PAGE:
DOPE THIEF by Dennis Tafoya
“He and Manny had been robbing dealers for about a year. Had been in the life for a long time before that, of course. Stole cars, broke into houses. They had met in Juvie, a place called Lima, out in Delaware County. Taking off dealers wasnâ€™t something you could do if you didnâ€™t know who was who, what to look for. You had to score dope to know dope dealers, or know people who did. Where to go, what to watch for. Manny had been in rehab and knew people who were out copping every day.”
Review by Chuck Barksdale Â (MAR 26, 2011)
Dennis Tafoyaâ€™s first novel, Dope Thief, published in 2009 is an excellent novel and more emotional Â of a book than I thought it would or could be. Ray, a young man of 30 who has spent time in â€śJuvieâ€ť and prison for much of his life, has found a way to get some money with his friend Manny by stealing from independent drug dealers. These mostly small-time dealers are unlikely to seek help from the police or the mob in getting back their money or drugs. Ray and Manny even have the DEA jackets to scare the dealers into submitting to them. This seems like a good deal for Ray and Manny until they find much more money and drugs than they expected from some hick drug dealers working out of a farm in northern Bucks County, Pennsylvania. Â Unfortunately, these drug dealers were associated with dealers in Connecticut that were moving into the area that are not too happy about the theft. These men use quick and violent methods to try to get their money and drugs back. This leads to some scary situations for Ray and Manny as they try to avoid these very dangerous and violent men and seek the help of Philadelphia area drug dealers who may not want the Connecticut competition.
This book is told in the third person perspective of Ray that makes it almost seem like a first person novel. Through this perspective, often through flashbacks, we learn of Rayâ€™s guilt over the death of his high school girlfriend Marletta who died in a car accident while Ray is driving. Even though Ray was not at fault, he did not fight his conviction and imprisonment when the girlâ€™s grief-stricken state trooper father framed him. Rayâ€™s inner struggles are the best part of this book especially when he later meets Michelle in a Doylestown book store and struggles with finding the strength to become a better person and develop a meaningful relationship with her.
Ray also struggles in his relationship with his now dying father Bart but is fortunate and definitely appreciates the love and support he has received from Bartâ€™s live in girlfriend Theresa. Theresa, who Ray sometimes calls â€śMaâ€ť stays to raise Ray after his father is sent to the prison in Chester. Theresaâ€™s positive influence on Ray becomes more evident as Ray struggles with his personal decisions about his future.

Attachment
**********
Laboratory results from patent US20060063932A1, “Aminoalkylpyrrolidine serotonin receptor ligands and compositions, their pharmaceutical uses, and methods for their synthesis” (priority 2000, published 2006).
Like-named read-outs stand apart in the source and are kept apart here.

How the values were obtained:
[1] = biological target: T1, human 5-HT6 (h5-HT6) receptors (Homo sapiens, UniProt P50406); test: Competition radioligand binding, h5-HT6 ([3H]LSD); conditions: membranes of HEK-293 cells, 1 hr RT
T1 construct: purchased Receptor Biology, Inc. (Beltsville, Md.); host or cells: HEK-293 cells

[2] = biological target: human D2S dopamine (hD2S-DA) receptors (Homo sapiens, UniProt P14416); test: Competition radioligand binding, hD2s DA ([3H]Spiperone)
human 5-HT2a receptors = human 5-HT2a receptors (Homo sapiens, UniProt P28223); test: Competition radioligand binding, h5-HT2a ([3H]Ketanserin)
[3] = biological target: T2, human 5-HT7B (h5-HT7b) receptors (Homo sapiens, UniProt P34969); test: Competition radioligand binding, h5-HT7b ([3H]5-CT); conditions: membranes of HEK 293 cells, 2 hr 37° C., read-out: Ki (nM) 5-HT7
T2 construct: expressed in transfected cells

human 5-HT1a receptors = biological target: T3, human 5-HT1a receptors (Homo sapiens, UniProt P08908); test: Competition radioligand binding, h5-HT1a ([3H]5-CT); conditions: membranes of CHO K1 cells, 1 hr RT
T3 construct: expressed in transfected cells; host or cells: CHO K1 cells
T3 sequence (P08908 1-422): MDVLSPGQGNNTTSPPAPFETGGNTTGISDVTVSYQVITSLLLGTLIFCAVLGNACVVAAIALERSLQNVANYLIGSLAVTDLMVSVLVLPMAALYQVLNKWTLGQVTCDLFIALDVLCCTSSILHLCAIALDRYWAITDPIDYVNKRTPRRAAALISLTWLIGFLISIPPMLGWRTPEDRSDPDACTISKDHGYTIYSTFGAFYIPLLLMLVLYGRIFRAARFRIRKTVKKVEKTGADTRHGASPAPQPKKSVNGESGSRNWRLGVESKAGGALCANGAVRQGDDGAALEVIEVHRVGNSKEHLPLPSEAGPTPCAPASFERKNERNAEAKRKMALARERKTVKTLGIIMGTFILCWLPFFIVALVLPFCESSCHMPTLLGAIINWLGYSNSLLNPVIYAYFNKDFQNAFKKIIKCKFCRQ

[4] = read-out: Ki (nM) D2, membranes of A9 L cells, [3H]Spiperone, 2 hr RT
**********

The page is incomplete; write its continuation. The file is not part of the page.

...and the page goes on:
Dope Thief is one of the best first novels I have ever read and possibly the best, rivaling my favorites by Michael Connelly (The Black Echo), Steve Hamilton (A Cold Day in Paradise) and William Kent Krueger (Iron Lake). I was surprised to find that Dope Thief missed being nominated for the Edgar, Anthony, or Barry awards for best novel or best first novel in 2010. Dennis was nominated in 2010 by Spinetingler Magazine in the New Voice novel category but lost to The Ghosts of Belfast by Stuart Neville.
As I was reading Dope Thief, I was reminded of George Pelecanosâ€™ The Way Home, another excellent book I had read several weeks prior. In both books, a young man struggles to find his way toward a better life, free of crime and drugs. However, Ray of Dope Thief grows up in a much more difficult home with a mother who gives up on him and a father who spends most of the time in jail, while Chris Flynn of The Way Home grows up in a fairly normal middle class home with parents that try to help him to succeed.
Since Iâ€™m from the Philadelphia area I was more impressed about the negative aspects of the area that fortunately I have not had to experience. Iâ€™ve driven by the prison in Chester where Rayâ€™s father is incarcerated without giving it much thought other than being surprised at how nice it actually looks from the outside (except for the barbed wireâ€¦) However, I never had to visit anyone there or had to go visit my own or anyoneâ€™s child in a reform school that is just a few miles away. Iâ€™ve been very fortunate with my family but Dennis Tafoya in writing The Dope Thief made me realize it even more. Of course, the Delaware County portion of the Philadelphia area (where I have lived all of my life) has many great places and not just the prison, reform schools and drug dealers depicted in this book. Maybe I need to talk to Dennis about these nice parts the next time I see him. They are not so interesting though to a crime novelist I guess. Dennis does portray his own Bucks County much more favorably and I certainly enjoyed reading about the various parts of that area.
I became interested in Dennis Tafoya after seeing him at Noircon in Philadelphia in November, 2010 and then even more so after reading his story, â€śAbove the Imperialâ€ť in Philadelphia Noir. I enjoyed the story and actually edited out a discussion of the story in the review to keep it from getting too long. I was certainly expecting to enjoy the book and expected to read about crime, death and the ugly parts of Philadelphia but did not expect the book to be as well written and deep as it is. Iâ€™m glad I still have The Wolves of Fairmont Park (2010) to read, and hopefully many more future books.
|AMAZON READER RATING:||from 16 readers|
|PUBLISHER:||Minotaur Books; First Edition edition (April 28, 2009)|
|AVAILABLE AS A KINDLE BOOK?||YES! Start Reading Now!|
|AUTHOR WEBSITE:||Dennis Tafoya|
|MORE ON MOSTLYFICTION:||Read our review of:
The Way Home by George Pelecanos
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